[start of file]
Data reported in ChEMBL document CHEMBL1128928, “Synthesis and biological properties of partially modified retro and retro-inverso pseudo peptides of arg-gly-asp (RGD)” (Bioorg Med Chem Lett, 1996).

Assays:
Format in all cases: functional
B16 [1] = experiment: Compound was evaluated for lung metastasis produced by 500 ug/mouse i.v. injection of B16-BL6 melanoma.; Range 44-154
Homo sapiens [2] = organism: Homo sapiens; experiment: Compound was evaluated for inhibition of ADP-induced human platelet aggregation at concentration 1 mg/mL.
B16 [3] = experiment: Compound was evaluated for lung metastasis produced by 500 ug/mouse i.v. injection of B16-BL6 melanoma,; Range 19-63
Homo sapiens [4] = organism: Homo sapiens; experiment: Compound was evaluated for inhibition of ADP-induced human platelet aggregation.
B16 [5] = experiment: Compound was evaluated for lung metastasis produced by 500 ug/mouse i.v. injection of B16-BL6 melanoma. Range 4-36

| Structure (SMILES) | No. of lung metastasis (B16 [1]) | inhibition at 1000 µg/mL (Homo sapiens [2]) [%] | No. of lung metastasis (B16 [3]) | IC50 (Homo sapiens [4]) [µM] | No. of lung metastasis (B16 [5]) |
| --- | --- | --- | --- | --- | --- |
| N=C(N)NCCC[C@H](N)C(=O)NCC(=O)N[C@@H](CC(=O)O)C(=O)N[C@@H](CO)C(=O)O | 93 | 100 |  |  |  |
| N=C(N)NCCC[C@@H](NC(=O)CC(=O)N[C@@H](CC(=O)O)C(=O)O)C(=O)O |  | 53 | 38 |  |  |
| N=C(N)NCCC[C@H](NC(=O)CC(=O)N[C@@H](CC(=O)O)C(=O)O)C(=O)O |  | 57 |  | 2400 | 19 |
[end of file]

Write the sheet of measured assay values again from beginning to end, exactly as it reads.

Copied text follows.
Data reported in ChEMBL document CHEMBL1128928, “Synthesis and biological properties of partially modified retro and retro-inverso pseudo peptides of arg-gly-asp (RGD)” (Bioorg Med Chem Lett, 1996).

Assays:
Format in all cases: functional
B16 [1] = experiment: Compound was evaluated for lung metastasis produced by 500 ug/mouse i.v. injection of B16-BL6 melanoma.; Range 44-154
Homo sapiens [2] = organism: Homo sapiens; experiment: Compound was evaluated for inhibition of ADP-induced human platelet aggregation at concentration 1 mg/mL.
B16 [3] = experiment: Compound was evaluated for lung metastasis produced by 500 ug/mouse i.v. injection of B16-BL6 melanoma,; Range 19-63
Homo sapiens [4] = organism: Homo sapiens; experiment: Compound was evaluated for inhibition of ADP-induced human platelet aggregation.
B16 [5] = experiment: Compound was evaluated for lung metastasis produced by 500 ug/mouse i.v. injection of B16-BL6 melanoma. Range 4-36

| Structure (SMILES) | No. of lung metastasis (B16 [1]) | inhibition at 1000 µg/mL (Homo sapiens [2]) [%] | No. of lung metastasis (B16 [3]) | IC50 (Homo sapiens [4]) [µM] | No. of lung metastasis (B16 [5]) |
| --- | --- | --- | --- | --- | --- |
| N=C(N)NCCC[C@H](N)C(=O)NCC(=O)N[C@@H](CC(=O)O)C(=O)N[C@@H](CO)C(=O)O | 93 | 100 |  |  |  |
| N=C(N)NCCC[C@@H](NC(=O)CC(=O)N[C@@H](CC(=O)O)C(=O)O)C(=O)O |  | 53 | 38 |  |  |
| N=C(N)NCCC[C@H](NC(=O)CC(=O)N[C@@H](CC(=O)O)C(=O)O)C(=O)O |  | 57 |  | 2400 | 19 |